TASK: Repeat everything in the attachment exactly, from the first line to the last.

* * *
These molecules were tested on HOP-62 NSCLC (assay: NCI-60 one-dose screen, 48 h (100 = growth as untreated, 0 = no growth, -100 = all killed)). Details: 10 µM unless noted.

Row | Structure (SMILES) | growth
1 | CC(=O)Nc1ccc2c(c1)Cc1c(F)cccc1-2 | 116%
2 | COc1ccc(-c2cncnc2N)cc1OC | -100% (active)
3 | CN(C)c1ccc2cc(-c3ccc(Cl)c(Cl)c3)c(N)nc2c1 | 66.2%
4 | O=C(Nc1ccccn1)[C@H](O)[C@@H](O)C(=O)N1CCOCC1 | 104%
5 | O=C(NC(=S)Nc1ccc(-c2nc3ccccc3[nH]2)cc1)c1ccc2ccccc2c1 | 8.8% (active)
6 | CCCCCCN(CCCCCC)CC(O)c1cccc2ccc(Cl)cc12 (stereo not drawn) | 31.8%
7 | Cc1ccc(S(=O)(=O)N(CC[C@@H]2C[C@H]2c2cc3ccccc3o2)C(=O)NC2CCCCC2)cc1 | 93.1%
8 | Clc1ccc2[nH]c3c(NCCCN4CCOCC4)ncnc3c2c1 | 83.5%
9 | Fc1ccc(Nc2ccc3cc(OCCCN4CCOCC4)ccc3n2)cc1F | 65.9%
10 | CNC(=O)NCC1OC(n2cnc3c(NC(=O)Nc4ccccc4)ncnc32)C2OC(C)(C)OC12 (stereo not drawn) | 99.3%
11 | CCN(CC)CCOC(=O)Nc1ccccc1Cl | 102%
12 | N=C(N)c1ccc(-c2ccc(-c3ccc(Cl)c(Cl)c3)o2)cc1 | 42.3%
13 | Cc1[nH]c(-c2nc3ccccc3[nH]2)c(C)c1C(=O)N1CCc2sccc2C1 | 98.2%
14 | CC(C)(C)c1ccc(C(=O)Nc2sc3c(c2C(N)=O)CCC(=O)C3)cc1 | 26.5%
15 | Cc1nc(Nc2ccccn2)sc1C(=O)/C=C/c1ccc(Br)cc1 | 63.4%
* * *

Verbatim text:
These molecules were tested on HOP-62 NSCLC (assay: NCI-60 one-dose screen, 48 h (100 = growth as untreated, 0 = no growth, -100 = all killed)). Details: 10 µM unless noted.

Row | Structure (SMILES) | growth
1 | CC(=O)Nc1ccc2c(c1)Cc1c(F)cccc1-2 | 116%
2 | COc1ccc(-c2cncnc2N)cc1OC | -100% (active)
3 | CN(C)c1ccc2cc(-c3ccc(Cl)c(Cl)c3)c(N)nc2c1 | 66.2%
4 | O=C(Nc1ccccn1)[C@H](O)[C@@H](O)C(=O)N1CCOCC1 | 104%
5 | O=C(NC(=S)Nc1ccc(-c2nc3ccccc3[nH]2)cc1)c1ccc2ccccc2c1 | 8.8% (active)
6 | CCCCCCN(CCCCCC)CC(O)c1cccc2ccc(Cl)cc12 (stereo not drawn) | 31.8%
7 | Cc1ccc(S(=O)(=O)N(CC[C@@H]2C[C@H]2c2cc3ccccc3o2)C(=O)NC2CCCCC2)cc1 | 93.1%
8 | Clc1ccc2[nH]c3c(NCCCN4CCOCC4)ncnc3c2c1 | 83.5%
9 | Fc1ccc(Nc2ccc3cc(OCCCN4CCOCC4)ccc3n2)cc1F | 65.9%
10 | CNC(=O)NCC1OC(n2cnc3c(NC(=O)Nc4ccccc4)ncnc32)C2OC(C)(C)OC12 (stereo not drawn) | 99.3%
11 | CCN(CC)CCOC(=O)Nc1ccccc1Cl | 102%
12 | N=C(N)c1ccc(-c2ccc(-c3ccc(Cl)c(Cl)c3)o2)cc1 | 42.3%
13 | Cc1[nH]c(-c2nc3ccccc3[nH]2)c(C)c1C(=O)N1CCc2sccc2C1 | 98.2%
14 | CC(C)(C)c1ccc(C(=O)Nc2sc3c(c2C(N)=O)CCC(=O)C3)cc1 | 26.5%
15 | Cc1nc(Nc2ccccn2)sc1C(=O)/C=C/c1ccc(Br)cc1 | 63.4%